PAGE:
A strain of bird flu that can kill humans has spread from Asia to Turkey and probably Romania, the European Commission said today, warning member countries to prepare against a possible outbreak. Turkey's health minister moved quickly to assuage fears, saying the Turkish outbreak had been contained.
"We have received now confirmation that the virus found in Turkey is an avian flu H5N1 virus," said EU Health Commissioner Markos Kyprianou, news services reported. "There is a direct relationship with viruses found in Russia, Mongolia and China." Experts are afraid that that strain of bird flu could mutate into a virus that could spread easily among humans.
Turkey detected bird flu last Saturday after 2,000 birds died on a poultry farm near the Aegean Sea. The birds were discovered dead in a village in western Turkey, which has been under a two-mile quarantine ever since. Only authorities are allowed to enter and exit the remote village.
Romania also reported bird flu last week in its Danube delta region, which attracts migratory birds from Russia, Scandinavia, Poland and Germany.
Kyprianou, speaking at a news conference in Brussels, said he assumed the bird flu found in Romania was also the same strain as the one found in Turkey, although further tests were needed to confirm it.
A statement by the commission posted on its Web site said the European body was moving today to ban imports of live birds, poultry, meat and other poultry products from Romania. Imports of live birds and feathers from Turkey have been banned since Monday.
An emergency meeting of experts on avian flu will be held Friday in Brussels, the commission announced. The purpose of the meeting is to evaluate the risk that migratory birds pose for European countries.
Kyprianou said authorities were assessing precautionary measures to warn people traveling to countries where the disease has been diagnosed to avoid "going to farms, coming in contact with wild birds and so on."
He said the commission was proposing to set aside $1.2 billion to help make and distribute antivirals and vaccines "in case of a pandemic."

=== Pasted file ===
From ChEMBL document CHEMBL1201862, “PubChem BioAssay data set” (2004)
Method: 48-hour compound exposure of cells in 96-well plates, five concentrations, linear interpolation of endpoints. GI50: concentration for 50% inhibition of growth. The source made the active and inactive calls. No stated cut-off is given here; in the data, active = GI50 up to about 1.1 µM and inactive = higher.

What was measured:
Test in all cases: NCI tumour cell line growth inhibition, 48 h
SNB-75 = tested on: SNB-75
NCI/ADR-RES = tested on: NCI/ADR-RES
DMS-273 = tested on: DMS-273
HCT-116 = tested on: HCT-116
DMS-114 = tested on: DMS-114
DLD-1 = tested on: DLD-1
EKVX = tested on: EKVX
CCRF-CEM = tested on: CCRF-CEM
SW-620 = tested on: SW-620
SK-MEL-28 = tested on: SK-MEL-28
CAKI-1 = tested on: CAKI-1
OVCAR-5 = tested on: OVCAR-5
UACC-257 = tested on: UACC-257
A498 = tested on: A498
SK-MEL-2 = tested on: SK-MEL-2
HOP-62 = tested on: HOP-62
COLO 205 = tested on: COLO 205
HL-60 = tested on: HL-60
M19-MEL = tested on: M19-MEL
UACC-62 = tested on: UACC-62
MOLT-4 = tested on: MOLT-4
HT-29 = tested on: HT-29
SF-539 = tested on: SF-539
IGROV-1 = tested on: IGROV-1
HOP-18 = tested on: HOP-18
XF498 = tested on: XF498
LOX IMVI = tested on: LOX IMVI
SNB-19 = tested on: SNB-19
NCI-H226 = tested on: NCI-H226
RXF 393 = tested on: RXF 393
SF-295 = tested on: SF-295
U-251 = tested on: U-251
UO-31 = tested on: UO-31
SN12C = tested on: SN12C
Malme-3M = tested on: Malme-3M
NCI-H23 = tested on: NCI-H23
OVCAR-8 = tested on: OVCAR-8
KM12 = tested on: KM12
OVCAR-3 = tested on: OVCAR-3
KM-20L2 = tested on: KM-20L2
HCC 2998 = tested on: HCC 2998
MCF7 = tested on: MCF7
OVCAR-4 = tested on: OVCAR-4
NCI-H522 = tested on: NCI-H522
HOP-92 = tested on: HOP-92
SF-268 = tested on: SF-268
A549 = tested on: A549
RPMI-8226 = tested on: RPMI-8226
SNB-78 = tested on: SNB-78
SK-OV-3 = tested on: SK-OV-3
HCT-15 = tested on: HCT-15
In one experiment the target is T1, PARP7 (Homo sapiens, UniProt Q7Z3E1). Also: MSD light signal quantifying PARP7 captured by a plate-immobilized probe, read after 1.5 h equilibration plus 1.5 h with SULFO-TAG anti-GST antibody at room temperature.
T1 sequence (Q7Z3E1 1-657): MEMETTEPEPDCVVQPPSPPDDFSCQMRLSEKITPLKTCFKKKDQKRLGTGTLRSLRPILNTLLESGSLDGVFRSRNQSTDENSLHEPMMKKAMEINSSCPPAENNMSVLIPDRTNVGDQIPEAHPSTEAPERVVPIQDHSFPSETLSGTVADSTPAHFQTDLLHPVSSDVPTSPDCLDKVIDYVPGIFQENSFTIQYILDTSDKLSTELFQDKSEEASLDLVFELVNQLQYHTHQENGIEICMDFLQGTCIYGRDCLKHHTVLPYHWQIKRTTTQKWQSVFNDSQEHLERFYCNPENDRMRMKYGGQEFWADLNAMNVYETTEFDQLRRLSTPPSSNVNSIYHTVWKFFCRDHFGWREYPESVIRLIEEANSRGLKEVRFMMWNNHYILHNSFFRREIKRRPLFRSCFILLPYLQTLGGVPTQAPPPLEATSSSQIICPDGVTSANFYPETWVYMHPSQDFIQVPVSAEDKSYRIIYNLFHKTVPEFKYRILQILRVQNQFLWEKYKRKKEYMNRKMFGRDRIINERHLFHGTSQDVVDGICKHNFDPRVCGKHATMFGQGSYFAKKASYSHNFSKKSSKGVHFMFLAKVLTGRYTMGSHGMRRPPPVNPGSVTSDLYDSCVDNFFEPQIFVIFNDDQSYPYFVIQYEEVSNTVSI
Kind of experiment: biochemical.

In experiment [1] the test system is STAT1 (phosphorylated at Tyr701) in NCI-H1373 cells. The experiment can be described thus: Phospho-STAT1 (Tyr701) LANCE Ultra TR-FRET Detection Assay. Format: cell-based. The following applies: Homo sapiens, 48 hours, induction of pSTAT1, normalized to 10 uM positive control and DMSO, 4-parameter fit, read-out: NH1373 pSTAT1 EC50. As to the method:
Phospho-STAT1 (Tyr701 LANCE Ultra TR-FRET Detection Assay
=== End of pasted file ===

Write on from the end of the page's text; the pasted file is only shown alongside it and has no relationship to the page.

Turkish Health Minister Recep Akdag urged the country to stay calm, saying the Turkish outbreak had been contained.
"Bird flu is totally under control," Akdag said. "The outbreak in winged animals occurred in one area and has been contained."
Strains of the bird flu virus have been spreading in wild and domestic birds across Southeast Asia and China since 1996. Now it has spread to the fringes of Europe.
Since late 2003, more than 140 million domesticated birds -- mostly chickens and ducks -- either have died of the virus or have been intentionally killed to keep the viruses from spreading.
But what has experts worried is that 60 people of the 112 people who have been infected with the virus have died. That fatality rate of 55 percent outstrips any human flu epidemic on record, including the epochal Spanish flu of 1918 and 1919 that killed at least 50 million people.
Avian flu is transmitted to humans only if they eat or live in close contact with affected birds. But scientists warn the strain is mutating toward a form that could pass easily from human to human.
President Bush said recently that he would consider using the military to effect a quarantine in the event of an outbreak of pandemic bird flu in the United States.
The government is stockpiling antiviral medications and an experimental bird flu vaccine as a defense against the virus, should it develop the capacity to spread easily and quickly in human beings.
Staff writer David Brown contributed to this report.